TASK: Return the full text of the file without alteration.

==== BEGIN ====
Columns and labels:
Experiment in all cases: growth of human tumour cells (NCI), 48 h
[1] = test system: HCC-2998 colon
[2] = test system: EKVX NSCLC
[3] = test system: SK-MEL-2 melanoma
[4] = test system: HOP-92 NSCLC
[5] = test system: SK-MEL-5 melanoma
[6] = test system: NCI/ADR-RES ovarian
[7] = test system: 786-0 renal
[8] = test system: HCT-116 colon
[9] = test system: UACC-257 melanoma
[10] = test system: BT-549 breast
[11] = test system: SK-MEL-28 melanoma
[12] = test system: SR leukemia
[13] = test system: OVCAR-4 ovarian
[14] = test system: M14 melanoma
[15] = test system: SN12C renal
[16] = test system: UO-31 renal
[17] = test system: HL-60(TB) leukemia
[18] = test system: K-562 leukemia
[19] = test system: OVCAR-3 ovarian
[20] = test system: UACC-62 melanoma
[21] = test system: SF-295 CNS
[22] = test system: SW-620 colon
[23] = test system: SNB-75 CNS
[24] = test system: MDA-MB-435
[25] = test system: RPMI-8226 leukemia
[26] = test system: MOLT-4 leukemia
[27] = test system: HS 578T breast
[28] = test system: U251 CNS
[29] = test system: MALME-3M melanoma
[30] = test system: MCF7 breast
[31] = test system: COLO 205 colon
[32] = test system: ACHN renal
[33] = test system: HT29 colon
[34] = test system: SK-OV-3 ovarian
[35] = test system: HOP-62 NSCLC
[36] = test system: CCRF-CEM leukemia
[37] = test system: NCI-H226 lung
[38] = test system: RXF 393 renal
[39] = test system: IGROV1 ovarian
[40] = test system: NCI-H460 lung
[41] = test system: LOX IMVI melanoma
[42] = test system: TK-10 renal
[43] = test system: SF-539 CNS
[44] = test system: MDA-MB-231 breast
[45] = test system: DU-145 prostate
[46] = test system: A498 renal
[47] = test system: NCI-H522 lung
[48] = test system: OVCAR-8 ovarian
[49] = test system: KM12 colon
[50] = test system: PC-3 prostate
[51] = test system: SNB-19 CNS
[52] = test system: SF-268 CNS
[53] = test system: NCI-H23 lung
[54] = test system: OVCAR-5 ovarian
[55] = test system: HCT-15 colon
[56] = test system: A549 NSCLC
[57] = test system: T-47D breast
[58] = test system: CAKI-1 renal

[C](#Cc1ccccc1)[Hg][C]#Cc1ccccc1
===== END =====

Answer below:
Columns and labels:
Experiment in all cases: growth of human tumour cells (NCI), 48 h
[1] = test system: HCC-2998 colon
[2] = test system: EKVX NSCLC
[3] = test system: SK-MEL-2 melanoma
[4] = test system: HOP-92 NSCLC
[5] = test system: SK-MEL-5 melanoma
[6] = test system: NCI/ADR-RES ovarian
[7] = test system: 786-0 renal
[8] = test system: HCT-116 colon
[9] = test system: UACC-257 melanoma
[10] = test system: BT-549 breast
[11] = test system: SK-MEL-28 melanoma
[12] = test system: SR leukemia
[13] = test system: OVCAR-4 ovarian
[14] = test system: M14 melanoma
[15] = test system: SN12C renal
[16] = test system: UO-31 renal
[17] = test system: HL-60(TB) leukemia
[18] = test system: K-562 leukemia
[19] = test system: OVCAR-3 ovarian
[20] = test system: UACC-62 melanoma
[21] = test system: SF-295 CNS
[22] = test system: SW-620 colon
[23] = test system: SNB-75 CNS
[24] = test system: MDA-MB-435
[25] = test system: RPMI-8226 leukemia
[26] = test system: MOLT-4 leukemia
[27] = test system: HS 578T breast
[28] = test system: U251 CNS
[29] = test system: MALME-3M melanoma
[30] = test system: MCF7 breast
[31] = test system: COLO 205 colon
[32] = test system: ACHN renal
[33] = test system: HT29 colon
[34] = test system: SK-OV-3 ovarian
[35] = test system: HOP-62 NSCLC
[36] = test system: CCRF-CEM leukemia
[37] = test system: NCI-H226 lung
[38] = test system: RXF 393 renal
[39] = test system: IGROV1 ovarian
[40] = test system: NCI-H460 lung
[41] = test system: LOX IMVI melanoma
[42] = test system: TK-10 renal
[43] = test system: SF-539 CNS
[44] = test system: MDA-MB-231 breast
[45] = test system: DU-145 prostate
[46] = test system: A498 renal
[47] = test system: NCI-H522 lung
[48] = test system: OVCAR-8 ovarian
[49] = test system: KM12 colon
[50] = test system: PC-3 prostate
[51] = test system: SNB-19 CNS
[52] = test system: SF-268 CNS
[53] = test system: NCI-H23 lung
[54] = test system: OVCAR-5 ovarian
[55] = test system: HCT-15 colon
[56] = test system: A549 NSCLC
[57] = test system: T-47D breast
[58] = test system: CAKI-1 renal

[C](#Cc1ccccc1)[Hg][C]#Cc1ccccc1